“La ligne est sublime” (Line is good – learned this one from Robert Desjardins!)
"T'étais tight en calisse" (You were just a bit inside
“T’as manqué le crisse de balai, Phoque” (Your pet seal named Chris missed the broom)

“On est dans marde, tabernak.” (I do not see an easy shot for us to escape from this difficult situation)

“Arrête de regarder la fille avec les belles fesses sur la glace à côté". (Perhaps you should direct your attention to our game, and not the adjoining sheet)

(note - surprisingly I did not take this picture)
Live and learn.

The next few weeks offer some more interesting curling, like the Gatineau Chateau Cartier Challenge, featuring most of the top teams in Eastern Canada.  This is followed by the Circuit Provincial finals. After these two events, you can usually figure out who is going to be fighting for the top of the money tour.


The Last Mixed:

The CCA has announced its new format for the Mixed Nationals; it will eventually be replaced by the Mixed Doubles format, the first event being held this year in Leduc, Alberta in the spring. I am not sure if there will be another Mixed Provincial championship this year, or if I am the last Quebec Mixed champion. I assume CQ will follow the CCA, which means there might be one more, as there is a Mixed National championship planned for November 2013 in Ottawa.

The CCA is doing this to accommodate The World Curling people, who seem to think that mixed doubles is a good idea. (I always though Mixed Doubles was what you ordered at the bar after a tough loss). They are trying to have mixed doubles included as an Olympic Sport in 2018, and ensuring solid Canadian participation has become a priority.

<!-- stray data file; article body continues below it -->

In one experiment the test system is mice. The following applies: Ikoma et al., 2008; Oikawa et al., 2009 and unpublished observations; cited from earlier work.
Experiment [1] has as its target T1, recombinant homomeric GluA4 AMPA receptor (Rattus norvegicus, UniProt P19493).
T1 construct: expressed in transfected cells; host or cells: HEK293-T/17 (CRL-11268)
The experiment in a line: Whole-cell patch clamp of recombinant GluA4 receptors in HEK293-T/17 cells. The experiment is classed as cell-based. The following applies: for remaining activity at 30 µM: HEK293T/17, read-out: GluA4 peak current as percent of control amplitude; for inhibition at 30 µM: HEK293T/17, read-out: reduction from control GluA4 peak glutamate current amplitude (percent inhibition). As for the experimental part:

For those of you who have never played a game of mixed doubles (which includes me!), mixed doubles is a little bit like real curling, only sillier. Each team throws five rocks per end, and two rocks are already placed in front or in the rings before each end starts. You sweep your own stones, and are still encouraged to yell.  It’s kind of like curling-“light”. Kind of like having NFL players playing flag football, or watching the PGA tour playing at a pitch-and-putt. It seems like a game that I would play for practice.

It all seems like an inglorious end to Mixed curling in Canada. The Mixed has served as a proving ground for some of the game’s biggest names, who obtained National-level experience at the Mixed before going on to Brier or Scotties success. Eve Bélisle, Guy Hemmings, Jean-Michel Ménard, Pierre Charette come to mind in Quebec, all having won the Mixed prior to their National success. I understand the desire to comply with World standards, I just think we should have more power to change the standards. As much as I would like to see another sport where Canada could medal, Mixed Doubles has no more place at the Olympics than Ice Fishing.

I don’t like being a naysayer, or a guy who is against change, but this seems like a bad one to me. However, I have to admit, the Mixed as an event no longer seems to attract the same quality of teams and players as it did a while back.
No Hockey?
So amazingly the NHL and Players union have once again conspired to shut down hockey for a while. I never understand how not playing is better than playing while negotiating a settlement. What is achieved by reaching a deal only after a lockout? I think a movement should be started to boycott the first game back. Not the season, not a week, just the first game. Teach these guys a lesson. Make them play in front of an empty arena, at least once, if only for their first game back. Remind them that we are the ones paying for all of this. Otherwise, the next lockout/strike will only be a few years away.
Just a dream – of course they will be welcomed back with full arenas and countless masses paying $200 for their authentic Colby Armstrong jersey. Blech.